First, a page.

Lotus had the fastest car but struggled with transmission problems – both cars had retired while running 1-2 in the French Grand Prix a fortnight earlier – but as Clark and Graham Hill dominated all seemed to be right at Silverstone. Hill led up to the 55th lap when his car suffered from a rear suspension issues and then engine failure, but Clark held on….. On the next day [16 July 1967] Scotty Cain won a dust shortened NASCAR PCLM race on a rough 1/2 mile dirt oval at the Alameda County Fairgrounds, California. The race was marred by a 10 car pile-up on the backstretch that saw 4 cars destroyed by fire, among them the Mercury driven by road racing standout Ed Leslie. Fortunately, no one was seriously injured. The race resumed, but approaching darkness and the deteriorating track conditions led to it being stopped near half distance……. 40 years ago this week, Mr John Horam MP, Parliamentary Under Secretary of State for Transport, officially opened the Coventry and Leicester sections of the M69 [12 July 1977]……. The British Grand Prix was a Formula One motor race held at Silverstone was won by James Hunt driving a McLaren M26, and marked the debut of Canadian driver Gilles Villeneuve [16 July 1977]. The race was the first outing for the first turbocharged Formula One car, the Renault RS01, driven by Jean-Pierre Jabouille…. On the same day [16 July 1977] NASCAR Hall of Famer Darrell Waltrip dominated the Nashville 420 (Tennessee, US) to score the sixth of his 84 wins in NASCAR’s top series. Waltrip, who led 300 of the 420 laps on the .596-mile oval at the Nashville Fairgrounds, was more than a lap ahead of runner-up Bobby Allison at the finish. Richard Petty took third, two laps down at the end……. 30 years ago this week, Nigel Mansell squeezed every last drop out of his Williams, overtaking team-mate Nelson Piquet three laps from the end of the British Grand Prix before running out of fuel on his lap of honour [12 July 1987]. Piercarlo Ghinzani had a less than memorable day after he ran out of fuel and was then push started by his mechanics. Add in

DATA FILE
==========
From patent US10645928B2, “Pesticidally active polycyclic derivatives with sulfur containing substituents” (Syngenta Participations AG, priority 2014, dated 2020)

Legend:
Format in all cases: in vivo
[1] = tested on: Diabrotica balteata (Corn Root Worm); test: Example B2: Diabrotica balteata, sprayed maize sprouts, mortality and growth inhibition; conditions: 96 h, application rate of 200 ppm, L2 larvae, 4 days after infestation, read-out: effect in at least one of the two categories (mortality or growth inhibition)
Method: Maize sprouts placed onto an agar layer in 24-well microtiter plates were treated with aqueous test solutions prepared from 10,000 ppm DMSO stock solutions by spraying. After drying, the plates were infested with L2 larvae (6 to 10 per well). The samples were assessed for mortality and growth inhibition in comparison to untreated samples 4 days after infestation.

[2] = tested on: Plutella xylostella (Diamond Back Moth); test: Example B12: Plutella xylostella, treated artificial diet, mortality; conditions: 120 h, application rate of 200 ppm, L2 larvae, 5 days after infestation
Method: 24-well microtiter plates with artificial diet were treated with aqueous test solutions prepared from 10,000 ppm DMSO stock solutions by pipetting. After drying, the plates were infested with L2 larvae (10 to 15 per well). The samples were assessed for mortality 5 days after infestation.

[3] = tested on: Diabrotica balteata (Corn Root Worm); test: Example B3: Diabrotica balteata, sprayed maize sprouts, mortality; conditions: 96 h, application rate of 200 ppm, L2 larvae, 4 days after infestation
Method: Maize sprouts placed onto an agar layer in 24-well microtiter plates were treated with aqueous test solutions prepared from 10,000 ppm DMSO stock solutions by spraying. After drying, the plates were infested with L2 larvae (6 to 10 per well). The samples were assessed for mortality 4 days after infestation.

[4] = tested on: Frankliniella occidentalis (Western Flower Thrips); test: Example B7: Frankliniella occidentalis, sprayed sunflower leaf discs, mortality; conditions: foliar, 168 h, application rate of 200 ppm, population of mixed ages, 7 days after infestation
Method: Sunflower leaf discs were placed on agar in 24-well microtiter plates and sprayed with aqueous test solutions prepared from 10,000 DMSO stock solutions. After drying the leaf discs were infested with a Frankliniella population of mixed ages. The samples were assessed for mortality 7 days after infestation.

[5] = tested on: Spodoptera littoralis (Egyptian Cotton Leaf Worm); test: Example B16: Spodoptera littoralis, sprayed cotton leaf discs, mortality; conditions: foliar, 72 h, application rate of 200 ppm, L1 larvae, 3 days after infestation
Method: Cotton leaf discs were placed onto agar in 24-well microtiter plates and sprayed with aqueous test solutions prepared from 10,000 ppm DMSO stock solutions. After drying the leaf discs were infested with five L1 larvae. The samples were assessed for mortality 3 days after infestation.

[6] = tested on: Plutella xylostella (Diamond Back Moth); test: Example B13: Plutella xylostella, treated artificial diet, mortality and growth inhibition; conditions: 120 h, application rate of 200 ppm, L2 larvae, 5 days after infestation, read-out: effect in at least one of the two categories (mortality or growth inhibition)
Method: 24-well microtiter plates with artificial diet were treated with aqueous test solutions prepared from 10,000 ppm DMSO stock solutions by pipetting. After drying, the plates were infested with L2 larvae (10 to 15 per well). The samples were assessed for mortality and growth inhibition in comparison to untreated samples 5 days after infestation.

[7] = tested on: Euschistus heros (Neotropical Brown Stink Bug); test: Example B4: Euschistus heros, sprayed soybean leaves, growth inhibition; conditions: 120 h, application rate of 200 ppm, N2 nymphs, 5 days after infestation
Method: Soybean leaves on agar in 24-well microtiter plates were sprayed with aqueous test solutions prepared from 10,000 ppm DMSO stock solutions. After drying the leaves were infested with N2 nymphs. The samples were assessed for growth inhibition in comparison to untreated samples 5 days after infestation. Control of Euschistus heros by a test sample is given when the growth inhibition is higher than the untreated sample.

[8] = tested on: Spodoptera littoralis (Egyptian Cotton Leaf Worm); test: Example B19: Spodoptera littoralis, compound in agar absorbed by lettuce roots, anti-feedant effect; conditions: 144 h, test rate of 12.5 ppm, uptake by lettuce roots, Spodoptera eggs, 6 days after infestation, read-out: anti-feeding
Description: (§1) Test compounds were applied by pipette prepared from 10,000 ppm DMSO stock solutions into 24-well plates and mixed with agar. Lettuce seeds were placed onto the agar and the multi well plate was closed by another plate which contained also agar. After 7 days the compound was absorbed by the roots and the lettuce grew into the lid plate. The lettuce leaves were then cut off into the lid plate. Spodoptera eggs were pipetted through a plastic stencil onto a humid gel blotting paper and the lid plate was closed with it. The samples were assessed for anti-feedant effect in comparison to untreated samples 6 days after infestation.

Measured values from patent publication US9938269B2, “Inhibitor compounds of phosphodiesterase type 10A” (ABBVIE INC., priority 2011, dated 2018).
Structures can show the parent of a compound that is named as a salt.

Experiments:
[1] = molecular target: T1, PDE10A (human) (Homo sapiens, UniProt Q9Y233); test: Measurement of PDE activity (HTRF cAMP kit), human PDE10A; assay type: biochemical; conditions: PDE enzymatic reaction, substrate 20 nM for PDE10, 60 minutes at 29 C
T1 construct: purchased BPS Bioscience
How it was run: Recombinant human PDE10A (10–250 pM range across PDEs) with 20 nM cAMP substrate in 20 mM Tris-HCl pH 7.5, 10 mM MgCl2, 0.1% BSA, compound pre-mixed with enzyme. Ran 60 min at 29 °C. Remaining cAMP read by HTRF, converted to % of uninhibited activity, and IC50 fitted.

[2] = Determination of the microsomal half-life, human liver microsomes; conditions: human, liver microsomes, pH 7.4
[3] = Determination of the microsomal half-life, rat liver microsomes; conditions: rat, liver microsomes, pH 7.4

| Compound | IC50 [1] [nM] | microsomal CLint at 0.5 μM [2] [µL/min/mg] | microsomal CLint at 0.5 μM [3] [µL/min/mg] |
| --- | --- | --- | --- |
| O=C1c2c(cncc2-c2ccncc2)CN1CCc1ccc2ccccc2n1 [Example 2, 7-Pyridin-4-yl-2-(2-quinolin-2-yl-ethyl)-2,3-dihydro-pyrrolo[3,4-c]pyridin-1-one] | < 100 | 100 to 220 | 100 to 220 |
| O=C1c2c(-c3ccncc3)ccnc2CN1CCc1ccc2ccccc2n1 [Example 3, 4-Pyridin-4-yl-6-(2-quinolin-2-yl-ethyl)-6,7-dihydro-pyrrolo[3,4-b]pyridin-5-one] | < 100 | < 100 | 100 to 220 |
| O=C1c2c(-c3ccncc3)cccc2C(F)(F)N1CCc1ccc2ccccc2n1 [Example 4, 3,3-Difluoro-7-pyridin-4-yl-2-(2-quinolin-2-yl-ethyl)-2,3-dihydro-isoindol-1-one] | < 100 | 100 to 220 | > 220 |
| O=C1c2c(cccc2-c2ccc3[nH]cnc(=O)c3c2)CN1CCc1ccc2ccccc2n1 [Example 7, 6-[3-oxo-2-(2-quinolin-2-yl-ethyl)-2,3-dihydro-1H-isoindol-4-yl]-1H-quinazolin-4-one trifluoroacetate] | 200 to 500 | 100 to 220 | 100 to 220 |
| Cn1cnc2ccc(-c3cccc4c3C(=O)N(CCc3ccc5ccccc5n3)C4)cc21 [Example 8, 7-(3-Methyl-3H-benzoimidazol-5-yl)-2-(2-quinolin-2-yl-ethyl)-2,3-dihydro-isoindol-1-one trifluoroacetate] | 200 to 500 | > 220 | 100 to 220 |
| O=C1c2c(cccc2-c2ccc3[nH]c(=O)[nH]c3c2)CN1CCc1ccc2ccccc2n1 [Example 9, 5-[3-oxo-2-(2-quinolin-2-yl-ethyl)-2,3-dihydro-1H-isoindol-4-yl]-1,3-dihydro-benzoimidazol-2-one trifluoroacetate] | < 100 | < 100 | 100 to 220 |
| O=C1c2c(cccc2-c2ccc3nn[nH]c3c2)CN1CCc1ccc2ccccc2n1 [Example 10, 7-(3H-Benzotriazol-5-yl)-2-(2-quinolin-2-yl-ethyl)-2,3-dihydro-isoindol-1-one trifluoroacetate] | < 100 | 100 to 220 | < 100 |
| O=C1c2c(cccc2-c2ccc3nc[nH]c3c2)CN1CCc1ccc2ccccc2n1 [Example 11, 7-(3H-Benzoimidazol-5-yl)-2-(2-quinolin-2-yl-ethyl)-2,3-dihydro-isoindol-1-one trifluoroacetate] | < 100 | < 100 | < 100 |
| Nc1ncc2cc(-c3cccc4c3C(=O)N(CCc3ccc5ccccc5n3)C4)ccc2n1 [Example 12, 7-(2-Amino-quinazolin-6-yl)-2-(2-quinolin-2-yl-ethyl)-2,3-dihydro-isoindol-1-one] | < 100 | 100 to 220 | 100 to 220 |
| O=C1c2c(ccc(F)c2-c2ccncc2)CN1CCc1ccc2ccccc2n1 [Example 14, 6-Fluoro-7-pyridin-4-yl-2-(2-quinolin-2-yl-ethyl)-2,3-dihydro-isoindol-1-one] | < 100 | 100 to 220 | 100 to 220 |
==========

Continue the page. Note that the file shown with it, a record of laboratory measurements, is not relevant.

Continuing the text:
that he had already angered stewards with a couple of extra laps at the end of qualifying, they wasted no time in disqualifying him. At the start, Prost was the quickest and took the lead, only to be passed by Piquet at Maggotts; Mansell soon followed his teammate. The race then became a close fight between the two Williams drivers, as neither Senna (also Honda powered) nor Prost were a match for them. Lotus were finding that while the active suspension worked well on bumpy street circuits, at smoother tracks like Silverstone finding balance with the car was proving difficult. Piquet led most of the race. By lap 35 Mansell was around 2 seconds behind his teammate. Both Williams drivers were scheduled to complete the race without a tyre change, but Mansell and the team elected to make a stop in order to change tyres. Mansell rejoined the race some 29 seconds behind Piquet, with 28 laps remaining. On fresh rubber Mansell began an epic charge which saw the lap record broken 8 times to the delight of the over 100,000 strong British crowd. By lap 62 the two cars were nose to tail and on lap 63 Mansell performed his now famous ‘Silverstone Two Step’ move, selling Piquet a dummy on the Hangar Straight and then diving down the inside into Stowe Corner. 2 corners after crossing the finish line, Mansell’s car slowed down and was engulfed by the crowd. Initially it was thought that he had run out of fuel, but he had actually blown up the engine, out of the stress of running the last 6 laps on “Q” mode (which gives the engine +100hp), and risking running out of fuel at any moment (his fuel display was reading “minus 2.5 laps”). In fact that incident was the last straw for the patience of the Honda management, since it had – again – threatened their easily attainable 1, 2 result. Honda moved to McLaren the following year, leaving Williams with no options but to sign for underpowered Judd V8 units. Nelson Piquet went on to sign with Lotus on the following weeks, a move that kept Honda powering that team in 1988 as well. Senna finished a quiet race in third place while his teammate Satoru Nakajima had his best F1 finish by coming home 4th. Rounding out the points were Derek Warwick (Arrows-Megatron) and Teo Fabi (Benetton-Ford)……. A Federal judge threw out Bette Midler‘s $10 million suit against Ford Motor Co, who used a sound alike voice for their TV commercials [13 July 1987]….. 20 years ago this week, the first Mercedes M-Class, the pioneer among premium SUVs, rolled off the production line [11 July 1997]…… Jacques Villeneuve was a slightly lucky winner of the British Grand Prix after Michael Schumacher and Mike Hakkinen were both forced to retire while leading. Schumacher was 40 seconds ahead when a wheel bearing failed, and then Hakkinen’s engine blew [13 July 1997]. The day-to-forget award went to Heinz-Harald Frentzen who stalled while on the front row of the grid and so had to start from the back, which he did before crashing on the first lap……. 10 years ago this week, New York State (US) legislature shelved proposals to bring road-congestion pricing to Manhattan.